I start to put together those scattered reflections as if playing a puzzle game, naming and matching them to the objects they reflect. To my left, the murals beside the herb shop extend freely to its terracotta roof tiles. To my right, the narrow building with recessed balconies leads up to a banner. The banner is inscribed, in calligraphy, the surname of a family benevolent association.
Still, overflowing with a desire to explore and an imagination ready to run wild, I resolve to play detective for the day and sniff out anything that could give me a glimpse into that murky past. My version of it, as I am well aware.
Underneath the fresh layers of paint and stylish lampposts of Chinatown’s revitalization efforts are the bits and pieces of a past that is fast being replaced by a sanitized narrative.
Due in part to the widespread discrimination and hostility, such as the 1907 Anti-Oriental Riot, many Chinese benevolent associations were established. They provided mutual protection and facilitated a smoother transition for immigrants. This led to a community that was virtually self contained, complete with its own schools, clinics, libraries, theatres, clan associations, and other public amenities.
By the end of the century, as wealthy Chinese immigrants took up the prime neighbourhoods that were once reserved for the upper middle class Anglo-Saxons, Chinatown became less of a self-segregated ethnic enclave and more of a cultural relic, culminating in its designation in June 2010 as a National Historic Site of Canada.
Chinatown became less of a self-segregated ethnic enclave and more of a cultural relic, culminating in its designation in June 2010 as a National Historic Site of Canada.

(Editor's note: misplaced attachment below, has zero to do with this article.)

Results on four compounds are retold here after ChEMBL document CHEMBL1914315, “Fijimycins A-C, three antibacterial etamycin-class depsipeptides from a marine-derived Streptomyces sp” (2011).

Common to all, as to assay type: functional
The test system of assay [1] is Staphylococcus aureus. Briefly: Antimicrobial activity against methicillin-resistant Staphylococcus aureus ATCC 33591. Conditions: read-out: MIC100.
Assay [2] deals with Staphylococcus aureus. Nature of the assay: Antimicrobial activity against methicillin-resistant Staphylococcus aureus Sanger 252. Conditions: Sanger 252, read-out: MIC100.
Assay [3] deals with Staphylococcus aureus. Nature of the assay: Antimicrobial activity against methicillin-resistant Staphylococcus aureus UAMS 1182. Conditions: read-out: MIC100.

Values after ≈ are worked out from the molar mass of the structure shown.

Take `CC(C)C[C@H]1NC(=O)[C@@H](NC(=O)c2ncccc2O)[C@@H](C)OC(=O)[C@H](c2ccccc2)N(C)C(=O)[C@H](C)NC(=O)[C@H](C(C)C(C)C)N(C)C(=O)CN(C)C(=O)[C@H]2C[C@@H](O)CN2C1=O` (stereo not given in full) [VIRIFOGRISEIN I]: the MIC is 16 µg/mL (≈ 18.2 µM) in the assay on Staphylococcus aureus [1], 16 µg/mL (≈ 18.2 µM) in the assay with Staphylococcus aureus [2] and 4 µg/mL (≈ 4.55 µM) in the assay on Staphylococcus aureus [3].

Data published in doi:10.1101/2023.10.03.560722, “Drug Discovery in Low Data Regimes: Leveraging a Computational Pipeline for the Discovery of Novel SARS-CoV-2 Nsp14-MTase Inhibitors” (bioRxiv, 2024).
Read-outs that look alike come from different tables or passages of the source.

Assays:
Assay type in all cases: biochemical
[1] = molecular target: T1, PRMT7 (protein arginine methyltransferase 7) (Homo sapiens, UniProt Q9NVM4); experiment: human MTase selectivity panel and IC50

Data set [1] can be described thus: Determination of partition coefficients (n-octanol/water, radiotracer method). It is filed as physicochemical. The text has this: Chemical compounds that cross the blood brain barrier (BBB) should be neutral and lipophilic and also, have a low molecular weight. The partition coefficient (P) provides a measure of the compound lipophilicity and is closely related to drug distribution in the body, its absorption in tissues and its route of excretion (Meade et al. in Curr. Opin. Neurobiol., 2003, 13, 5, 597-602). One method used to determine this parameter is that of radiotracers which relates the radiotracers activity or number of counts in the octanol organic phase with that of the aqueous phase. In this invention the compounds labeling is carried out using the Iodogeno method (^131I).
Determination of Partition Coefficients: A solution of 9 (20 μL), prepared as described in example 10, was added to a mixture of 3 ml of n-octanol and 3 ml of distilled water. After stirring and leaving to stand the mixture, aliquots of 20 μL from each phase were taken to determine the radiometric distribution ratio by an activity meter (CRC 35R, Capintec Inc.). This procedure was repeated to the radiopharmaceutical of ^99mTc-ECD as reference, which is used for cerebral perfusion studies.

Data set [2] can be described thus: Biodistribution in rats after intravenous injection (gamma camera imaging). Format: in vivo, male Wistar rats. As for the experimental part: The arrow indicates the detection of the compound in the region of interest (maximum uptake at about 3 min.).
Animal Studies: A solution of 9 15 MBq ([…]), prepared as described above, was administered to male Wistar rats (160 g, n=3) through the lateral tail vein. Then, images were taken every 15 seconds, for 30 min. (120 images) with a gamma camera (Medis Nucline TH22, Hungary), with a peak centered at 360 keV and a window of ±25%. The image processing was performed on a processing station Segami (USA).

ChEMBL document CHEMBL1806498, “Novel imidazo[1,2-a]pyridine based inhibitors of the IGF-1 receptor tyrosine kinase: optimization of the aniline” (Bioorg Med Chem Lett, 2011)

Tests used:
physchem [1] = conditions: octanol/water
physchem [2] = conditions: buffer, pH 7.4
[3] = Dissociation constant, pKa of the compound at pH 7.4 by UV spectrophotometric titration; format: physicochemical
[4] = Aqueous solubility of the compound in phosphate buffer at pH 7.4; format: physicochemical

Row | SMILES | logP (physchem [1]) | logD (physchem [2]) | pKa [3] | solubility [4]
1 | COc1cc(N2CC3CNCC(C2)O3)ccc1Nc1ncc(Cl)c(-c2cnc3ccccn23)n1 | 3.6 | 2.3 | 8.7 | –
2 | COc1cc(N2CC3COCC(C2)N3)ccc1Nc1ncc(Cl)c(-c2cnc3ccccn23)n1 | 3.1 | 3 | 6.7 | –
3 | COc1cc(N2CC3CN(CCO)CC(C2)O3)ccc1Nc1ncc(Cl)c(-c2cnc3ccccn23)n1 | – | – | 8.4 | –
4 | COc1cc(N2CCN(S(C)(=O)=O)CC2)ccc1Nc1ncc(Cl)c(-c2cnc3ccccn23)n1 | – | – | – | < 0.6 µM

Though the buildings themselves are visibly oriental, many feature columns and cornices built in the Greco-Roman tradition. Calligraphed Chinese banners hanged at the front-centre of the buildings, written and stamped by individuals important and respected by the community.
Bargain hunters roam while shop owners seduce passersby with their “liquidation” discounts. Glass jars cover the walls of herb shops, displaying unusual ingredients sourced from far-flung corners of the world. It is chaotic but strangely logical.
While the buildings are mostly owned by the clan associations of Chinatown, the ground floors are rented to restaurants and shops selling religious supplies, herbs, and tourist souvenirs.
Decades of redevelopment, however, has rendered it quiet and sterile. In place is a modern interpretation of the row houses that used to be here in the 1940s. The West Han Dynasty Bell monument is the only artifact linking the present to the past.
The street is alive and vibrant, accompanied by Chinese opera music, bartering cries, and steaming buns of the nearby shops. Erhu melodies and clackings of slamming mahjong swirl through the alleys as heavy smokes seep through its gambling parlours and opium dens.
To walk inside this alley and smell the aroma of herbs and concrete thousands have smelled before me provide a certain emotional linkage necessary to fill in the missing pieces of my imagination.
An afternoon in Vancouver’s Chinatown left me with more questions than answers. What exactly is Chinatown? Is it a mirror image of somewhere far away, or is it just a theme park created out of Westerner’s fascination for the mystical far East?
Or maybe it is what Chinatown used to be in Vancouver, a fusion of two cultures trapped in a time in the past? Losing its role as the de facto ethnic enclave for the immigrants, how should it redefine itself?
In a series of efforts to boost tourism and business activities, where is the fine line between trying hard and trying too hard?
“知人者智，自知者明。勝人者有力，自勝者強。” – 老子
“It takes knowledge to understand others, but it needs a clear mind to know oneself. It takes strength to surpass others, but it requires a strong will to surpass oneself” – Lao Tsu